Share & Connect
Catholic hospitals in Australia recently apologized for forced adoptions that took place in Australia decades ago.
Thousands of children were taken away from their unmarried mothers and were given to other married couples. The practice of adopting out newborns to other families was common from the 1950s to the 1970s.
Martin Laverty, the Chief Executive Officer of Catholic Health Australia has apologized for the forced adoptions that took place in Australia’s Catholic hospitals in the 1950s, 60s and 70s.
The apology was calculated to “speed up the federal government into action,” said Laverty, as he apologized for the forced adoptions. He continued to say that there is a need to create a national program in order to help all the mothers and children who were harmed by forced adoptions.
In a report by CatholicCulture.org, Laverty also said, “we now know that there were many hospitals across Australia.”According to calculations, more than 150,000 Australian babies were separated from their mothers.Laverty expressed his sadness and referred to this period as a “shameful and regretful time” in Australia’s healthcare history.
“It’s with a deep sense of regret, a deep sense of sorrow that practices of the past have caused ongoing pain, suffering and grief to these women, these brave women in Newcastle but also women around Australia,” he said.
The apology comes in the wake of an Australian Broadcasting Corporation investigation into claims of abuse and trauma in Newcastle, New South Wales.
Due to the importance of the issue, Laverty made a written submission for a national inquiry into what role the federal government had in such adoption policies. The chief executive officer said that the federal government should establish a national program funded by state governments, which have primary responsibility for Australia’s adoption laws.
The program should help to establish “a fund for remedying established wrongs” in addition to help all the families reunite by finding the medical records.
In the words of a psychiatrist who has been treating some of the women affected told the program, it seems as though this had happened in a “totalitarian country somewhere hundreds of years ago.” But these forced adoptions happened only 30 to 40 years ago and will stigmatize Australia’s history.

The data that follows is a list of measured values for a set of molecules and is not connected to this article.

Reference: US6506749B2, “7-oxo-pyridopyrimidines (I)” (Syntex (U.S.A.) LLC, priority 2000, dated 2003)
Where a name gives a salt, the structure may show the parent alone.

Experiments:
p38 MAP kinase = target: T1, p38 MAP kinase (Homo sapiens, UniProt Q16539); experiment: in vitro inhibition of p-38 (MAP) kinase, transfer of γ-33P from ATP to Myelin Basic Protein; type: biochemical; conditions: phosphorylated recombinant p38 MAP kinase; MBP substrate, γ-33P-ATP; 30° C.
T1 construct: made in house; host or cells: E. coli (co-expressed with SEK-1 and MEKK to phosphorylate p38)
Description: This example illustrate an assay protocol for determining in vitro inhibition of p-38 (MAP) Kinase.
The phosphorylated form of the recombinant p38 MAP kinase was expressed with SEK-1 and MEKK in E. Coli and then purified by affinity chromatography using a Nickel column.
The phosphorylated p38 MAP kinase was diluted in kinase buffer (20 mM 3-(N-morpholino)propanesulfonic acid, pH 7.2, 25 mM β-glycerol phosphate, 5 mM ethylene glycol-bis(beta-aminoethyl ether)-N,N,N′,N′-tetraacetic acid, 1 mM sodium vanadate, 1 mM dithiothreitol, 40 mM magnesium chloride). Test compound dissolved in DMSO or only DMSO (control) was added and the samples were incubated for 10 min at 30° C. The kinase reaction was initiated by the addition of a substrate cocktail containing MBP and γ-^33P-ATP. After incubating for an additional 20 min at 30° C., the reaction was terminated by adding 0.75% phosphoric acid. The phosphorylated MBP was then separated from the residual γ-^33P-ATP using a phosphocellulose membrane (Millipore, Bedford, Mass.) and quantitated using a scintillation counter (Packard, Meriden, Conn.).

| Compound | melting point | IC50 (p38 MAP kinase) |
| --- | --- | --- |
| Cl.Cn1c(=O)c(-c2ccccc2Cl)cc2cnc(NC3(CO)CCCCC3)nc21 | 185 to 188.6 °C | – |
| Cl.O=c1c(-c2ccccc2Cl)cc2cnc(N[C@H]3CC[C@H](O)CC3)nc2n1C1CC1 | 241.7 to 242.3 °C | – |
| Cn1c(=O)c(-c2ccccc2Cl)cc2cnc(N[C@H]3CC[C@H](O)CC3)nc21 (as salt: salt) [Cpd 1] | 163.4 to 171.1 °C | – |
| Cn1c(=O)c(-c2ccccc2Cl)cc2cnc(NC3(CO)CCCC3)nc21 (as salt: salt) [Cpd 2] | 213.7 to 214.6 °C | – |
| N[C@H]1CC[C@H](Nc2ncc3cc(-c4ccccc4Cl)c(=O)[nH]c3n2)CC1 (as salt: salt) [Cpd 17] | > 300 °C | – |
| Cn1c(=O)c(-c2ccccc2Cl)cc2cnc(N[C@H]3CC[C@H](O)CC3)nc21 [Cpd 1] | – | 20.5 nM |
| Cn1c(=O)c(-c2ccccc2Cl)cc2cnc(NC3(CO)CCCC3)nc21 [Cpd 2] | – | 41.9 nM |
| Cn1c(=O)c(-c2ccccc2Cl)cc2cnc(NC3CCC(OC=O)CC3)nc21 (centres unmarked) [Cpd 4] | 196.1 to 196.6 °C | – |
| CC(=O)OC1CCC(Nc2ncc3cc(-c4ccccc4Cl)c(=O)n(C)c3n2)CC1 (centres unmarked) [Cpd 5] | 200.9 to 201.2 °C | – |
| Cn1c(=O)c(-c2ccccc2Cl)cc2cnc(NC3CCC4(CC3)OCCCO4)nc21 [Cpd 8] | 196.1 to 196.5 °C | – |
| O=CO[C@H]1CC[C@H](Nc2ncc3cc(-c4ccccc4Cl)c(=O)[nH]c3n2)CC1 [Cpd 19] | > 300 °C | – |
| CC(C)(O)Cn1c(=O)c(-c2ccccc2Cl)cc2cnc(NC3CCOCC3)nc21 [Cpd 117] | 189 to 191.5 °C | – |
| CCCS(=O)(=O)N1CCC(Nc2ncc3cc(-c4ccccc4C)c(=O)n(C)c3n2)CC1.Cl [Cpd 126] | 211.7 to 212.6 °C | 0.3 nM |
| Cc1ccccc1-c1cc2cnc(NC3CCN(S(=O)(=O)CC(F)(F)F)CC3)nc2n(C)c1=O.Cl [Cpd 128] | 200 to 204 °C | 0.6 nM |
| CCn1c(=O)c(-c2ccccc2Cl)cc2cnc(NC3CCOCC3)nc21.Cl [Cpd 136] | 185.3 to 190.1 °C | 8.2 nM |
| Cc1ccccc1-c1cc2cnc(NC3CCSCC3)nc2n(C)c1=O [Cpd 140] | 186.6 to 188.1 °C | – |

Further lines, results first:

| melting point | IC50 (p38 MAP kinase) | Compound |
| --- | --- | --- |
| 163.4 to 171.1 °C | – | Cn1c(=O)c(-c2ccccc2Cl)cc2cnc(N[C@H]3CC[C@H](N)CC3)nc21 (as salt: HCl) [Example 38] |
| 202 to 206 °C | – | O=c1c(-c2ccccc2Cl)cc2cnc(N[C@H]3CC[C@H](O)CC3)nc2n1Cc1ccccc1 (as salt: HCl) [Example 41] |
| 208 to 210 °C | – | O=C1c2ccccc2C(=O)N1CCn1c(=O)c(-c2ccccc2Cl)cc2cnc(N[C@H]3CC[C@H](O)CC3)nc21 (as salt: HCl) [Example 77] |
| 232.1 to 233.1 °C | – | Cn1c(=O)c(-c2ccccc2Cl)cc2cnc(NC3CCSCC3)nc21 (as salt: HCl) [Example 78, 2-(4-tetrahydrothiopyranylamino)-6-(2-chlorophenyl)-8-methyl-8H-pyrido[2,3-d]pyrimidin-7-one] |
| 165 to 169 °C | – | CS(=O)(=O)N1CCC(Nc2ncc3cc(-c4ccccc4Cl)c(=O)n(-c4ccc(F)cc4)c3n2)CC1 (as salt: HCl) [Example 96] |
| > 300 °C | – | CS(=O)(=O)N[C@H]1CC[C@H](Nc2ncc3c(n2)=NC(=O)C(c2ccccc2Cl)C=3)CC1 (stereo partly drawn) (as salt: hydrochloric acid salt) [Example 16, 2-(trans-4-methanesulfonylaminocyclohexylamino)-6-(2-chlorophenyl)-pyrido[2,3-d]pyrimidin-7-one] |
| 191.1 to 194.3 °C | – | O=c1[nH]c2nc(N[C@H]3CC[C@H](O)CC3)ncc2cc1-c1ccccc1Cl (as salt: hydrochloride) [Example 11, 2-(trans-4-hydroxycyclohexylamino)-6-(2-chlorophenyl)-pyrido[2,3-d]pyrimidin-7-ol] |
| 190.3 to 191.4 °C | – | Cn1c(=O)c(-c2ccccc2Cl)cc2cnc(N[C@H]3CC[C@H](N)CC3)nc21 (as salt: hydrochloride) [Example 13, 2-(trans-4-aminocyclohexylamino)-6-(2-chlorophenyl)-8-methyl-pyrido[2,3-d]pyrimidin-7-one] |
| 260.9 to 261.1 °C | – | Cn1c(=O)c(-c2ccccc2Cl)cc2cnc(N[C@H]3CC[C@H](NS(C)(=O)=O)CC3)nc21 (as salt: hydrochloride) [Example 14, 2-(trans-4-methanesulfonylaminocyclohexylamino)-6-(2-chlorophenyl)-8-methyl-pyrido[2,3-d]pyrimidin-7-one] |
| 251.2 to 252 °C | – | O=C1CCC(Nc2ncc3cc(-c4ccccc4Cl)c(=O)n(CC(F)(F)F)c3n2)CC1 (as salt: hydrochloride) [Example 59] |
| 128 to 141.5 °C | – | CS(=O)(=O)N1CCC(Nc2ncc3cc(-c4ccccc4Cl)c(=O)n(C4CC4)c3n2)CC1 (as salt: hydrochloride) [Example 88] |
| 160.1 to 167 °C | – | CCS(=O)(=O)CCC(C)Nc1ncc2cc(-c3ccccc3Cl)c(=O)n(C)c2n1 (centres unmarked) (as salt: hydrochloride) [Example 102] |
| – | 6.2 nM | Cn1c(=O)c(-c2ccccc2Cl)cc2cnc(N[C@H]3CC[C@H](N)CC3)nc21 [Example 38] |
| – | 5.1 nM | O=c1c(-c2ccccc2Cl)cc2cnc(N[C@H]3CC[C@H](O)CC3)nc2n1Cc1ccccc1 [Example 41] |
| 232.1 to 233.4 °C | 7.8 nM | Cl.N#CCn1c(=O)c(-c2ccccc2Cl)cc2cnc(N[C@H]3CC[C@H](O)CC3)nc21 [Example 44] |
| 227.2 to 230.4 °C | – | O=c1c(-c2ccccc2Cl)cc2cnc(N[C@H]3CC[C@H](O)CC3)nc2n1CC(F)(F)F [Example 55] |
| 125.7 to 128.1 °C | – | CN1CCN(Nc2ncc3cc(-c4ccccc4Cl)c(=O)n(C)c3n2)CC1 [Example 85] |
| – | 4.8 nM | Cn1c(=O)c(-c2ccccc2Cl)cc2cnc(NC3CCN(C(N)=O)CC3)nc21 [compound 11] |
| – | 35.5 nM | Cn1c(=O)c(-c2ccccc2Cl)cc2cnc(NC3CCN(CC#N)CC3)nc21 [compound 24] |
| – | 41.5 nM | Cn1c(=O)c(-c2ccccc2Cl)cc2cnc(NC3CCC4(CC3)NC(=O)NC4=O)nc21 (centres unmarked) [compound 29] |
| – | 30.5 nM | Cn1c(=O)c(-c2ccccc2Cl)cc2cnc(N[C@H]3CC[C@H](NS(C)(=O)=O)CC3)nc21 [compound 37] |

There are many testimonies from mothers who lost their children from the 1950s to 1970s. The unease and the pain are so strong for all victims and the trauma won’t be easily healed.
Sixteen-year old, Juliette Clough, lost her baby boy shortly after his birth in a Catholic-run hospital in Newcastle in 1970. She still remembers her ankles being strapped to the bed and being gassed.
She said, “they just snatched away the baby” according to an Australian Associated Press report in the Sydney Morning Herald. She wasn’t allowed to see him, hug him or touch him.
“It was just like a piece of my soul had died, and it’s still dead,” Clough said.
She thinks about her son constantly. He would be 42 years old now and she wonders what his life is like, whether he has children and a family and if she has grandchildren. Clough has made a statement for a Senate inquiry into forced adoptions.
The enquiry, officially titled the “Commonwealth Contribution to Former Forced Adoption Policies and Practices”, was set up late last year and was due to report at the end of June 2011 but, because of “the large volume of evidence and the complexity of issues”, this has now been extended until 21 November 2011. The Community Affairs References Committee said in the meantime they will “continue to welcome evidence from new submitters”.
As Laverty said, he and his organization learned about the women’s experiences for first time this June. In a submission to the committee of inquiry he said they were “genuinely sorry” for the “pain that arises from practices of the past.”
Clough, although she has married and given birth again says that the traumatic experience marked her in a strong way. The memories from her first baby taken from her have prevented her bonding properly with her other children.
She suffers from depression and she finds it very difficult to be the mother she wanted to be. There are many more stories like Clough’s. It will take time until everything will be in the public eye.